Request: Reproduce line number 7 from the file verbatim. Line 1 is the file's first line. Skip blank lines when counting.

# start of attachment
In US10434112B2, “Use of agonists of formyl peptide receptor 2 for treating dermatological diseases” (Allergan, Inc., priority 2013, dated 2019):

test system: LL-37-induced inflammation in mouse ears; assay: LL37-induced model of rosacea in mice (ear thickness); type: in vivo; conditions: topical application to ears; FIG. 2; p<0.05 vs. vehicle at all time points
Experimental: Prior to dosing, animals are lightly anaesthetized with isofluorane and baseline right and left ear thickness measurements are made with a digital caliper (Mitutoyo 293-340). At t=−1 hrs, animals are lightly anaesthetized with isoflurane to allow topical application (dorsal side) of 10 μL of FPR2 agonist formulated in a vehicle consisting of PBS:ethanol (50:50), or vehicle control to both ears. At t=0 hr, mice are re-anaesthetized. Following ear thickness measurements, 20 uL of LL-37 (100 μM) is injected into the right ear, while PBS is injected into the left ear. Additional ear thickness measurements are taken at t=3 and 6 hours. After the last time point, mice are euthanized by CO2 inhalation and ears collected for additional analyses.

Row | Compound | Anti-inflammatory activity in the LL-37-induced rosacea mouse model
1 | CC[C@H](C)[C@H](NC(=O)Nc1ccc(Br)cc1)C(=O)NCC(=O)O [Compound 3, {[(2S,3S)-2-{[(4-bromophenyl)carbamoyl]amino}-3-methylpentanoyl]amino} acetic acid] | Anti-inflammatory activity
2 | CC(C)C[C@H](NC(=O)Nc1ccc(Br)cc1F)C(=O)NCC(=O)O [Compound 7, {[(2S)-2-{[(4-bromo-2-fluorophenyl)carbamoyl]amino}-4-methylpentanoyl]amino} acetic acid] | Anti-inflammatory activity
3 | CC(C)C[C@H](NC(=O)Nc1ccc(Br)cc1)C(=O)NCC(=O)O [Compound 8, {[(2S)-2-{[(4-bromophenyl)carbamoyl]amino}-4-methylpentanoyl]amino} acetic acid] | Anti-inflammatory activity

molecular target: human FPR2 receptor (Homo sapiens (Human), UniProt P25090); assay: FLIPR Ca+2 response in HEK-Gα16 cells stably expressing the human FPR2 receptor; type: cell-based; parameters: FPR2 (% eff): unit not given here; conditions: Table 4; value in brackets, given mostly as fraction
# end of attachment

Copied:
3 | CC(C)C[C@H](NC(=O)Nc1ccc(Br)cc1)C(=O)NCC(=O)O [Compound 8, {[(2S)-2-{[(4-bromophenyl)carbamoyl]amino}-4-methylpentanoyl]amino} acetic acid] | Anti-inflammatory activity